Be prepared to stand and move during this interactive workshop which will ask you to experiment for yourself and explore how you might be able to develop standing practice within your own teaching environment – and assessment practice.

Reflective Goal setting - A research informed framework for the successful transfer of learning

Dr Cheryl Travers

Since 2002, I have been developing and employing an innovative goal setting framework which has also become my key research area. This has resulted in a five stage model which supports the transfer of learning across a range of university based UG, PG and Post Experience modules. The enormous resulting data set provides evidence for the power of what I now call Reflective Goal Setting (RGS). I designed this theoretically-based, yet highly practical, framework after identifying a gap in our teaching provision related to the transfer of students’ learning and personal development in areas such as, maximising job placement experiences, balancing the pressures of study with other lifestyle choices, academic growth, job search, and management and leadership development. Adults learn differently to children and are intrinsically motivated, problem focused and resourceful. RGS provides an ‘andragogical’ approach to their learning, resting on a bedrock of written goals and diary-keeping. I have now started to harvest this data and disseminate the findings and the work has been internally and externally recognised for its innovative contribution.

This workshop will outline the development of Reflective Goal Setting as both a teaching and learning tool and a fruitful area of research. Participants will also be taken through the model by applying it to goals of their own.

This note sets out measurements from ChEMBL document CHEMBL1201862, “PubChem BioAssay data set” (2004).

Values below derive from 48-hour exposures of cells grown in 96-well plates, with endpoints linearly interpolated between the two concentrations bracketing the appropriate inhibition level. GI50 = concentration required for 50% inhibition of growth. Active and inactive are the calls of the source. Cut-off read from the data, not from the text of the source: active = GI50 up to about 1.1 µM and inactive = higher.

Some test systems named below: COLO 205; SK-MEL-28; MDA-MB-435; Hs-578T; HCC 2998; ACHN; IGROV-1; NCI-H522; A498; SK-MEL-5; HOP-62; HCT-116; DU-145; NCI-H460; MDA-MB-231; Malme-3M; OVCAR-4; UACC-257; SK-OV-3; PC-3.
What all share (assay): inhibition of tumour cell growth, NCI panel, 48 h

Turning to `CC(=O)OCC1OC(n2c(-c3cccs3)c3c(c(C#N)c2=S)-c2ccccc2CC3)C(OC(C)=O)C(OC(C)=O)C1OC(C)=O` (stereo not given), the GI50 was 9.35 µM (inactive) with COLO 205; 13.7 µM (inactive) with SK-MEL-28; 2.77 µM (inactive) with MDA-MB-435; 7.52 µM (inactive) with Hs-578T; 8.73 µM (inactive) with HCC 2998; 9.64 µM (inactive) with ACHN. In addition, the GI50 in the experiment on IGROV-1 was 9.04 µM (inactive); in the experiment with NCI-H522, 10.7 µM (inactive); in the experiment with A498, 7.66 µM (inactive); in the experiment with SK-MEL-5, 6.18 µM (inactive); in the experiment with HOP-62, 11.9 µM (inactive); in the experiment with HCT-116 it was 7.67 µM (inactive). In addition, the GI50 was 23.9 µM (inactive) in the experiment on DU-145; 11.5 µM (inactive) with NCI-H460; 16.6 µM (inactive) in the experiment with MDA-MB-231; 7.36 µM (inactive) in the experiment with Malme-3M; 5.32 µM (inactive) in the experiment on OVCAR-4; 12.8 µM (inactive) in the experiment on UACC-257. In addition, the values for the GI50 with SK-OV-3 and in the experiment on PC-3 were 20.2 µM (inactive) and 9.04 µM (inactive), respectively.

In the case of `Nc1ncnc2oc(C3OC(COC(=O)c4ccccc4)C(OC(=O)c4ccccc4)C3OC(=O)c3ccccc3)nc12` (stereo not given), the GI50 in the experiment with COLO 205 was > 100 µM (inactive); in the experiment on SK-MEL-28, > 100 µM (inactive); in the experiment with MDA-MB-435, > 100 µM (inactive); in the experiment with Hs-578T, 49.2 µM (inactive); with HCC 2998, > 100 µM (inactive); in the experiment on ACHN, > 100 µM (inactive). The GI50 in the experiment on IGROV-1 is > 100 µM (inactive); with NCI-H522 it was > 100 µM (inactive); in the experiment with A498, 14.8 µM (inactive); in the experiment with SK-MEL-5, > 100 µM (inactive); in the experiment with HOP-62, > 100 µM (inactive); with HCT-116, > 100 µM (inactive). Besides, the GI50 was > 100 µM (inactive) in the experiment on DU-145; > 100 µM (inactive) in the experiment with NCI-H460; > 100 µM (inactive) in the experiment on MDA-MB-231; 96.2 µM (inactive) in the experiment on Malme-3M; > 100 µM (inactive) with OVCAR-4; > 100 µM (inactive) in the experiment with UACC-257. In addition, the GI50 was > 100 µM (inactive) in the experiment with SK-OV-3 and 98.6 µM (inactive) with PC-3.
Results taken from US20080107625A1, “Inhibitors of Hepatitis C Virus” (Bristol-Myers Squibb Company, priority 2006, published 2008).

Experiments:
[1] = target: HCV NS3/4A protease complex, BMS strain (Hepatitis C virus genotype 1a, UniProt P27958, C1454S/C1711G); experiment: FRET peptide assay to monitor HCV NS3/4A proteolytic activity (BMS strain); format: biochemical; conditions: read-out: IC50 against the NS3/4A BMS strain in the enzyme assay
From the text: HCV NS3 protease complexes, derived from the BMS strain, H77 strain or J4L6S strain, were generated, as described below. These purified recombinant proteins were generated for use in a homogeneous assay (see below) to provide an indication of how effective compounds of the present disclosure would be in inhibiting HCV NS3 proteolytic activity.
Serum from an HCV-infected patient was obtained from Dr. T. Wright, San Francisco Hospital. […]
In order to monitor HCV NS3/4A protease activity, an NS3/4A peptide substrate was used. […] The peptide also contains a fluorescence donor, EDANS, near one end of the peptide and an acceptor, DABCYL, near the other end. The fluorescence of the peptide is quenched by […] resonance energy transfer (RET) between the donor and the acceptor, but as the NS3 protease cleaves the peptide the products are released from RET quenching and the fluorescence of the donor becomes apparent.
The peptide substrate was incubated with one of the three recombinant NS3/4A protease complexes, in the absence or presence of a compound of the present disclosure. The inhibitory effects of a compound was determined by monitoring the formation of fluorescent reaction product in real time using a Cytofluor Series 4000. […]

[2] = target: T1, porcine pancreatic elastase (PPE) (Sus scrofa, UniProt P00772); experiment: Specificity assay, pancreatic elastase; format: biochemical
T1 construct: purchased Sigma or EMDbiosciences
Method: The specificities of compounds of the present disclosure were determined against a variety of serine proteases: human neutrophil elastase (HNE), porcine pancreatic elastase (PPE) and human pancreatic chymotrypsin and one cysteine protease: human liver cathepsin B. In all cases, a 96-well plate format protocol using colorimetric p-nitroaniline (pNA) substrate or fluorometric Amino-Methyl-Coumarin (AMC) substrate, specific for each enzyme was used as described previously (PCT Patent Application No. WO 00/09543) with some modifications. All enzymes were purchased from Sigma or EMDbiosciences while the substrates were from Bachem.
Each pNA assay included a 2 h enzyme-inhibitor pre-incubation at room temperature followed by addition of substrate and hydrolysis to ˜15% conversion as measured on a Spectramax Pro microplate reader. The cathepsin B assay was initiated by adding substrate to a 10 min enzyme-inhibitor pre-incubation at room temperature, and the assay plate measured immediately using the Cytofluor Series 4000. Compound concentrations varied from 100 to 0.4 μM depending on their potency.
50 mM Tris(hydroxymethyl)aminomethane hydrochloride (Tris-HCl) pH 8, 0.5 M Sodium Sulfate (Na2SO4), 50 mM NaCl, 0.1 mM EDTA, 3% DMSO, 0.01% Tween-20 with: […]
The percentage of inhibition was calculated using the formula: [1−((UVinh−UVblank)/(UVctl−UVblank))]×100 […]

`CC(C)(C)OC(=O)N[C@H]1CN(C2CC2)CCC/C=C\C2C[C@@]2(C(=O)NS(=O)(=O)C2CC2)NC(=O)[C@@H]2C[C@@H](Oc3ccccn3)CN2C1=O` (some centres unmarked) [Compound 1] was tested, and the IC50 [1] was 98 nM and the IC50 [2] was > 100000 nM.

Remotely Accessed Laboratory Suite (RALS) using the Internet of Things

Dr David Kerr and Anthony Sutton

We present our recent work on development of a core system for remote delivery of student laboratories using Internet of Things (IoT) technology. Laboratory experiments are an integral part of our science and engineering programmes. Our students are attracted to courses that provide relevant practice and experience opportunities. Growing student numbers and limited laboratory resource have in recent years reduced opportunities for self-directed learning and interaction with lab equipment on an individual basis. Distance learning is now a common feature of many of our programmes and remotely accessible labs can offer unique opportunities to students studying overseas. Access for disabled students can be greatly enhanced if lab work can be undertaken more conveniently via a remote system.

We have investigated a range of currently available, inexpensive hardware and software technologies in order to design a concept modular system that could form the basis of a range of remotely delivered undergraduate laboratories. Based on the fast growing demand for IoT services in the home and workplace, such technologies are increasing in sophistication and capability, whilst becoming cheaper and more widely available.

We demonstrate how a lab system can be built on a modular basis, using a Raspberry Pi server and public domain web software, with a currently delivered undergraduate lab as an example. We have also surveyed staff within the School to assess the present degree of awareness and potential interest in using IoT based remote labs in future teaching, and we present the results of this survey along with a review of some of the potential pedagogical benefits of remote labs in general.

Evolving a Laboratory from hands-on, to virtual, to remote

Dr Sheryl Williams and Dr Richard Blanchard